Tuesday, August 9, 2022

New documentary from CNN Films celebrating female photojournalists: No Ordinary Life

 Via RealScreen

August 9, 2022

CNN has scheduled a new documentary from CNN Films celebrating female photojournalists, No Ordinary Life, to premiere on the network on September 5.

Directed by journalist, documentary filmmaker and CNN alum Heather O’Neill, the feature doc tells the story of five courageous and trailblazing female photojournalists — Jane Evans, Maria Fleet, Margaret Moth, Mary Rogers and Cynde Strand — who documented major world events from Tiananmen Square to the Arab Spring, Sarajevo to South Africa and more. The film features all five women describing the risks they faced when reporting under fire — complemented by behind-the-scenes footage of situations in which they had to brave highly dangerous circumstances in order to get their story — as well as reflecting the challenges they faced working in a field that remains dominated by men.

The documentary had its world premiere at the 2021 Tribeca Film Festival, and later screened at Hamptons Doc Fest.

No Ordinary Life was produced by Array Films, with Rich Brooks serving as producer. The acquisition deal was negotiated for CNN Worldwide by Stacey Wolf, senior vice president of business affairs, and Kelly MacLanahan, assistant general counsel, on behalf of CNN Films.

Wednesday, August 3, 2022

Richard Skipper Celebrates the world of Bill Eppridge with Adrienne Aurichio

screen shot of Richard Skipper Celebrates the world of Bill Eppridge with Adrienne Aurichio YouTube page

Monroe Gallery is pleased to welcome Adrienne Aurichio to Santa Fe on September 30 for a talk about the life and career of legendary photojournalist Bill Eppridge. The talk opens a new exhibition of Eppridge's photographs that features many new, rare early works.

September 30 - November 20, 2022


Tuesday, August 2, 2022

Imagine A World Without Photojournalism – Monroe Gallery Celebrates 20 Years in Santa Fe


Via The Arizona Photography Alliance

Mark Timpany

August 1, 2022

Most likely readers have seen some or all of the photographs hanging on the wall of the Monroe Gallery in Santa Fe, NM. Gallery co-owner, Sid Monroe will explain, though, that matting, framing, and gallery display transforms these images to something beyond their original use to document a current event. When viewed away from the newspaper or magazine page, multiple levels of meaning are conveyed through these photographs. They provide us with insight into a historical period in today’s world.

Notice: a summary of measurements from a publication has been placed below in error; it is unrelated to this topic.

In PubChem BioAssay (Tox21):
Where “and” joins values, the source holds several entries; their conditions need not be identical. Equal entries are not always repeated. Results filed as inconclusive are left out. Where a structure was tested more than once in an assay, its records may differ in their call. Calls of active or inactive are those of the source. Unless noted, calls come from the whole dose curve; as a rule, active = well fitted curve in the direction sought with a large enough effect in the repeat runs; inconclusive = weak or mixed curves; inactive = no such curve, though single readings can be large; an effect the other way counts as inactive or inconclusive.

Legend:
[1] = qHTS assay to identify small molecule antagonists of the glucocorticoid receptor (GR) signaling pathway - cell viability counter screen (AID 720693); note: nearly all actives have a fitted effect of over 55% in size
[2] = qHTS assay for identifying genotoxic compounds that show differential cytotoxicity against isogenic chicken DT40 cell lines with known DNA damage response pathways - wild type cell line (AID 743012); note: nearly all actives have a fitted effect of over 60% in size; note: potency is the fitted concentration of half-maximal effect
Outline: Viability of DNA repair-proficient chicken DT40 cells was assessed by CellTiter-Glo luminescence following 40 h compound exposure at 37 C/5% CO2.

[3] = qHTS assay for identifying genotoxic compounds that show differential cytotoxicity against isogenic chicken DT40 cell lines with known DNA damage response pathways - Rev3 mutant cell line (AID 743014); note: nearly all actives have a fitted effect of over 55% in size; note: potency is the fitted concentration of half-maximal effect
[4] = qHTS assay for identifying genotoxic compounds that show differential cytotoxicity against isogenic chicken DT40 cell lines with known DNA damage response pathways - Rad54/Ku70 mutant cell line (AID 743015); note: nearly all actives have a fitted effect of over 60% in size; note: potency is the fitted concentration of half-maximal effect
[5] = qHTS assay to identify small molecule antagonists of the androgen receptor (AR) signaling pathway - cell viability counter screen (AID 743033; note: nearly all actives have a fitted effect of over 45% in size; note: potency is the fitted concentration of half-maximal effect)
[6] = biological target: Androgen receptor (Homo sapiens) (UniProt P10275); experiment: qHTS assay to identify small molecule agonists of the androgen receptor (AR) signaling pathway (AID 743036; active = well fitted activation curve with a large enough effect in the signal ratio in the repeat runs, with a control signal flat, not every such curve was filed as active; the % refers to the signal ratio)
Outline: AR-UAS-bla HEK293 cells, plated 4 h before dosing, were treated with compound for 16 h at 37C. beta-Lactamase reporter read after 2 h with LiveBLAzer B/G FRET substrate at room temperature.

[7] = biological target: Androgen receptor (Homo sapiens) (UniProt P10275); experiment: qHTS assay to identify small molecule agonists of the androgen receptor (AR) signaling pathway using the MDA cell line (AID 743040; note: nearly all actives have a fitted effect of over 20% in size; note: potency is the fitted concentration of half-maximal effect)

The exhibit currently displayed, Imagine A World Without Photojournalism, coincides with the 20-year celebration of Monroe Gallery’s presence in Santa Fe. Michelle and Sid Monroe opened their gallery in New York City but moved to Santa Fe in the aftermath of the terrorist events of 9/11. Their focus has always been on photojournalism. To that end, they have had the advice and support of some of the most noteworthy members of that community, the likes of Alfred Eisenstaedt and Carl Mydans. Some of the earliest advice was the suggestion that such a gallery could not succeed.

The gallery has survived. The current exhibit serves as a retrospective of the shows that have been hung in their transplant location in New Mexico. Viewers will find iconic photos such as Robert Capa’s images from Omaha Beach on D-Day, June 6, 1944, Eddie Adams’s Saigon Execution, and numerous photos originally seen in Life magazine to photos from the present day Australian photojournalist, Ashley Gilbertson’s depiction of Officer Eugene Goodman holding back January 6th insurrectionists. The broad range of material serves to communicate the importance of photojournalism in our lives and for the several generations before us. The exhibit is important at a time when journalism is under attack (along with journalists) and lacking in funding.

This exhibit runs through September 18, 2022. For those who cannot make it to Santa Fe during the run of the exhibition, Monroe Gallery has produced a video sampler of many of the images on display. The presentation Threats to Photojournalism with photographers Nina Berman and David Butow took place in the gallery on Friday, July 22 but can be accessed on YouTube. Details on the presentation and the exhibit can be found at the Monroe Gallery website.

Link to article and photos here.